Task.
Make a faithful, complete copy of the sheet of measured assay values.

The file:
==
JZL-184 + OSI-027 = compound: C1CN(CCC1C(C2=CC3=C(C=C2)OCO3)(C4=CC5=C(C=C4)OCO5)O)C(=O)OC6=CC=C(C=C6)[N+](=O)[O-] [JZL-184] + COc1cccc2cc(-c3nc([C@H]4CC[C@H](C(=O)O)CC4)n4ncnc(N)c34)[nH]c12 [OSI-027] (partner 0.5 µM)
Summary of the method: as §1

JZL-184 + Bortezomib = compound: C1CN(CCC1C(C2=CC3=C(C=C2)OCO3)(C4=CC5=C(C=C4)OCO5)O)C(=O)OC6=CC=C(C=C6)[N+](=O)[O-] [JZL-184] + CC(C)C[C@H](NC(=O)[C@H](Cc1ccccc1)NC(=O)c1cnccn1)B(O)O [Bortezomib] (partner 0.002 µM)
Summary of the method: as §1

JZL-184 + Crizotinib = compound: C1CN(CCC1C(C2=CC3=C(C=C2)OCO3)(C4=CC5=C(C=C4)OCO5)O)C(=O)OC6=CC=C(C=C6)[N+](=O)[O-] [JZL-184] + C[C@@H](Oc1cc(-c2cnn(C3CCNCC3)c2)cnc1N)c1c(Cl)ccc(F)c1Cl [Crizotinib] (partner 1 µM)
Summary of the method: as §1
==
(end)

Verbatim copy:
JZL-184 + OSI-027 = compound: C1CN(CCC1C(C2=CC3=C(C=C2)OCO3)(C4=CC5=C(C=C4)OCO5)O)C(=O)OC6=CC=C(C=C6)[N+](=O)[O-] [JZL-184] + COc1cccc2cc(-c3nc([C@H]4CC[C@H](C(=O)O)CC4)n4ncnc(N)c34)[nH]c12 [OSI-027] (partner 0.5 µM)
Summary of the method: as §1

JZL-184 + Bortezomib = compound: C1CN(CCC1C(C2=CC3=C(C=C2)OCO3)(C4=CC5=C(C=C4)OCO5)O)C(=O)OC6=CC=C(C=C6)[N+](=O)[O-] [JZL-184] + CC(C)C[C@H](NC(=O)[C@H](Cc1ccccc1)NC(=O)c1cnccn1)B(O)O [Bortezomib] (partner 0.002 µM)
Summary of the method: as §1

JZL-184 + Crizotinib = compound: C1CN(CCC1C(C2=CC3=C(C=C2)OCO3)(C4=CC5=C(C=C4)OCO5)O)C(=O)OC6=CC=C(C=C6)[N+](=O)[O-] [JZL-184] + C[C@@H](Oc1cc(-c2cnn(C3CCNCC3)c2)cnc1N)c1c(Cl)ccc(F)c1Cl [Crizotinib] (partner 1 µM)
Summary of the method: as §1